Small fiber neuropathy can now be diagnosed by a fairly new procedure called a skin punch biopsy which can show reduced intraepidermal nerve fiber density which means small fiber nerves are damaged, some severely, with mild to severe pain as the outcome. I've looked at fibromaylgia patient's skin biopsy pathology slides and the damage and loss of nerve fibers is clear. Based on the excellent skin fiber neuropathy efforts at John Hopkins, 3 small upstart neurology labs are now marketing these services to Drs. That's the good news, that SFN patients, including fibro patients can obtain a skin biopsy which can yield further info. The bad news is this biopsy advance doesn't yet change the course of treatment for those w SFN bc 1) they don't have good pain treatment for nerve pain, which can be severe and is very difficult to treat and 2) they don't yet know how to stop SFN progression.

One other area yielding SFN info, including for fibro, is thru all the genetic testing companies, 23 and me and large medical genetic testing labs, Genedx etc. While the patient only pays for and gets results back on specific genes to be tested, genetic companies run ALL the known genetic tests on each patients blood/saliva sample and are compiling huge growing gene databases from which emerge genetic mutations and genetic variations show which are pathologic (bad). One gene is the SFN SCN9A and SCN10A gene and is showing up in fibromyalgia patients genetic tests. It may be that fibro is a pieced together diagnosis till its biologic markers are known. I'm saying stay tuned...

Small nerve fiber involvement in patients referred for fibromyalgia
https://www.ncbi.nlm.nih.gov/pubmed/24469976

Routine use of punch biopsy to diagnose small fiber neuropathy in fibromyalgia patients
https://www.ncbi.nlm.nih.gov/pmc/articles/PMC4348533/

Reduction of Intraepidermal Nerve Fiber Density (IENFD) in the skin biopsies of patients with fibromyalgia: a controlled study.
https://www.ncbi.nlm.nih.gov/pubmed/25304055

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 Post subject: Re: The Right Strain
PostPosted: Wed Mar 22, 2017 11:46 pm 
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Thanks for the link to scientific study, Pelican! I'm sure that fibromyalgia sufferers are grateful for any diagnostic tool that has the potential to help researchers get to the bottom of their syndrome. I can only imagine that it is frustrating to have an illness that is difficult to diagnose.

Amy

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 Post subject: Re: The Right Strain
PostPosted: Thu Mar 23, 2017 10:17 am 
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.

Of course contrary opinions are to be expected on this controversial subject
Worried about upsetting people, it was a relief to get support from Dr. J.
Folks tend to get better when they begin to think in terms of mind/body and go out
and exercise. They don't get better generally, when they restrict activities
more and more, and seek only medical solutions. They get worse.

There are many studies about many things. Some studies seem to indicate this, some
seem to indicate that. Opinions vary. And many studies turn out to be not replicable...To see just how bad the situation is, here's an interesting link to wikipedia..https://en.wikipedia.org/wiki/Replication_crisis
I suggest scrolling down to "medical studies."

Regarding the effectiveness of exercise
here's a link from the Mayo Clinic...http://www.mayoclinic.org/diseases-cond ... t-20093376

yes, its another study, but the evidence for the effectiveness of exercise in this area is overwhelming it seems to me. that's something worth considering for anyone with this illness, no matter how one comes down
on the nature of the illness itself.


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 Post subject: Re: The Right Strain
PostPosted: Thu Mar 23, 2017 1:32 pm 
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Imo, there is non agreement among US MDs, treating and researching, on the cause of Fibromyalgia. Imo, most seem to believe its psychogenic, some believe its central nervous system pain processing circuit dysfunction w a few now subscribing to an immunogenic cause.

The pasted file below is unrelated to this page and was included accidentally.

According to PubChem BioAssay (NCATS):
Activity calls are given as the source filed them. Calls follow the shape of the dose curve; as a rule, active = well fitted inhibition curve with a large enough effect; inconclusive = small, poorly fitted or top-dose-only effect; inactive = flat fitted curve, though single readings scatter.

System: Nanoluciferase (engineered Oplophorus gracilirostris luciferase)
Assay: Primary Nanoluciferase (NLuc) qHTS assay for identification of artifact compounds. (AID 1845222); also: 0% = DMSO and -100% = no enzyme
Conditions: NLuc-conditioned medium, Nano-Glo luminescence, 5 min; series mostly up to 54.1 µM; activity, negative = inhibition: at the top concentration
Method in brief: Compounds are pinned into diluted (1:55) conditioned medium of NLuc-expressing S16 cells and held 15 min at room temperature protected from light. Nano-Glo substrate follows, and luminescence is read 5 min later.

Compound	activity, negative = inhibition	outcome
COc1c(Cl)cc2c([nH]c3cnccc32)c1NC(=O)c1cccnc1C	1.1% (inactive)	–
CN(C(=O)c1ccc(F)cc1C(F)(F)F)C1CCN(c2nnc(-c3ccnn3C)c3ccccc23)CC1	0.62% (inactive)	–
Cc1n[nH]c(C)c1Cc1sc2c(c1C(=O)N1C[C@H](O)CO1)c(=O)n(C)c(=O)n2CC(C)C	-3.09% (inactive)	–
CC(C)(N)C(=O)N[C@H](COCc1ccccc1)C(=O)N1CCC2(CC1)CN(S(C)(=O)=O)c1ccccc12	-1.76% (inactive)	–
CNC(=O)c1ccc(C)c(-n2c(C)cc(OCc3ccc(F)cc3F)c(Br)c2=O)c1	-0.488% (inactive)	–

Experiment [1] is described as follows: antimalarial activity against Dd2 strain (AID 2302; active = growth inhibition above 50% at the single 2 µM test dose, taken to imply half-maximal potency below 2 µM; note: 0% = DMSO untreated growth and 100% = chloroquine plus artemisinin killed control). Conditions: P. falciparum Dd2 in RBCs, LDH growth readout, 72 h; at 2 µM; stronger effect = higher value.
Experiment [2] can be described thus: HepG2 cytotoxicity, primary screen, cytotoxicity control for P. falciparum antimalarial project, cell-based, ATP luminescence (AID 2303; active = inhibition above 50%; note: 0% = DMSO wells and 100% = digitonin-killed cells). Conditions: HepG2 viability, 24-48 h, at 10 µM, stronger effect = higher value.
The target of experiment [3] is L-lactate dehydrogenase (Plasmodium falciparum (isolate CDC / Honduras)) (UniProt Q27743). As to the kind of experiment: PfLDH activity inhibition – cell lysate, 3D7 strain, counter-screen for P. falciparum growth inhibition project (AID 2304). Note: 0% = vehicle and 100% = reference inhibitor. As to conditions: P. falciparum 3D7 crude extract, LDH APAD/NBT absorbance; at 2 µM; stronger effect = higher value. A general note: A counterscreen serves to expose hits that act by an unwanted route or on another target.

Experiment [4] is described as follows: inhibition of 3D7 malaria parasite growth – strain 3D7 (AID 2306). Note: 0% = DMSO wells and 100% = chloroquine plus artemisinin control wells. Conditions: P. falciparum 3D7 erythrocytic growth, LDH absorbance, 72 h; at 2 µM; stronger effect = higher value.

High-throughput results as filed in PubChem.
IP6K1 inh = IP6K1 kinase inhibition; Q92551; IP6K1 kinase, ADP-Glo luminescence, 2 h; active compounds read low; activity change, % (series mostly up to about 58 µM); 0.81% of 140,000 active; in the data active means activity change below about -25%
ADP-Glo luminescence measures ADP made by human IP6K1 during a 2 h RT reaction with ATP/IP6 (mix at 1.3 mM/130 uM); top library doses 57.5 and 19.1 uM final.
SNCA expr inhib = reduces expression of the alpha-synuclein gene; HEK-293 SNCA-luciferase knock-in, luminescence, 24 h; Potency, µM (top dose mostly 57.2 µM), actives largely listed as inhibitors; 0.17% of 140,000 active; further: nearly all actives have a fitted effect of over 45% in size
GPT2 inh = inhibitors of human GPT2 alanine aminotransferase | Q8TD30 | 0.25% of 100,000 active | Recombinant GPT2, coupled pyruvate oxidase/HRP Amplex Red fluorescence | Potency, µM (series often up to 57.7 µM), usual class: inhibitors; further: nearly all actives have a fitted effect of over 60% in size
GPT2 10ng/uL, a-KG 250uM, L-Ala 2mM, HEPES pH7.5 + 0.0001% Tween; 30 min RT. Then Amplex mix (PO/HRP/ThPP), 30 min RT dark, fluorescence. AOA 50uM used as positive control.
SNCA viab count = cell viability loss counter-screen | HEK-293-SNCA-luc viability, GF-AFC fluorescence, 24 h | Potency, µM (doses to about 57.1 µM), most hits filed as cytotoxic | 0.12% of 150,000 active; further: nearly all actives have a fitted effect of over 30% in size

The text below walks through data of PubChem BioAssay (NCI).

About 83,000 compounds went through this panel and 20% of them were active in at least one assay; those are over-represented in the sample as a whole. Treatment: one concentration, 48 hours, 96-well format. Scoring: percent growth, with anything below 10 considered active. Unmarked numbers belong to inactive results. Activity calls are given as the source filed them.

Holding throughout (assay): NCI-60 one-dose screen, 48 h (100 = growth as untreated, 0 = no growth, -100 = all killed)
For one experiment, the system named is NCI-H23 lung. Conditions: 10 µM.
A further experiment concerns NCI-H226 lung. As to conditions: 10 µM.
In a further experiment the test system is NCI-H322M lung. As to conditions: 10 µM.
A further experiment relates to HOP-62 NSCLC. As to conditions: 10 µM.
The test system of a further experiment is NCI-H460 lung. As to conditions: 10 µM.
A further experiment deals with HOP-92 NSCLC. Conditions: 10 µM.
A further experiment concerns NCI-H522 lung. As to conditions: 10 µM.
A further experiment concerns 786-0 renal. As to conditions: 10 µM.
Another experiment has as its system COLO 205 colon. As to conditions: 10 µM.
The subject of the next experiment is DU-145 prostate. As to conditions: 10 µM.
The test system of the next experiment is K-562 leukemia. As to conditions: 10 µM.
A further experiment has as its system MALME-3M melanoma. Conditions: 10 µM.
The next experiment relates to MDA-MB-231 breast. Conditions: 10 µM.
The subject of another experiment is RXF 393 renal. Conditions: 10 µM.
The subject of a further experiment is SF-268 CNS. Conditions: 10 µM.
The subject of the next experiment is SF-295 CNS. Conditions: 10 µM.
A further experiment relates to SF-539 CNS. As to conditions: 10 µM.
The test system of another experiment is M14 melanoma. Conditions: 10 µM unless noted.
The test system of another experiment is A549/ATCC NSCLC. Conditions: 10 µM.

I agree that study replication is a huge issue. While fibromyalgia (FM) w small fiber neuropathy (SFN) studies are small sample sizes, studies are being replicated. There's now no question that FM and SFN have a clear correlation.

A research interest of mine is large and small fiber neuropathy (SFN), not fibromyalgia (FM). Yet, studies on FM w SFN, clearly and repeatedly pop up. One question is does small fiber damage represent an initiating event in some (but not all) patients with FM? Alternatively, it is possible that some patients in whom FM is diagnosed are instead affected by SFN with clinical features mimicking FM?

A larger question is what does FM w SFN mean? The MD proponents of central nervous system pain circuit processing dysfunction as the cause, argue SFN doesn't explain the FM deeper pain. Other MDs argue the nerve damage in FM is not just only in the skin, but in some FM patients, clearly shows in their corneas, which contain the densest small fiber innervations of the body. Further FM studies are now looking at deeper muscle and fascia tissue nerve fibers expecting to find nerve damage. The exciting news is that these studies are finally yielding objective findings, which for a long time have been missing for FM. So stay tuned.. but enough from me...

Godfrey!! Agree on exercise! Reports abound w chronic disease patients, including SFN, who exercise, experience a clear improvement in pain and function.

Godfrey, Glad you are here and really enjoy all your posts! Appreciate you much. Happy you all are able to be in and enjoy Key West! Did you get your script down there figured out? I assume you've stockpiled long before your trip so you have extras if needed? Best to you always, Peli.

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 Post subject: Re: The Right Strain
PostPosted: Thu Mar 23, 2017 5:33 pm 
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Hey friend Peli,

Right back atcha on the kind things said. And yes, I have what I consider a generous 3-4 month stockpile on hand which would have been sufficient to carry me through here in the keys. But I lucked out and found a guy who was willing to prescribe long distance for two months, the only requirement being a couple of 30 minute cellphone appointments. The only thing is, he's hot on doing therapy and I really don't feel like getting into it all with him. You know how there are people you're willing to open up with and those
you aren't. He's a perfectly nice man but he's squarely in the second group.

OH well, much more information than you were looking for I'm sure.

Thanks again, Pelican. Your've an invaluable source of information and support!

G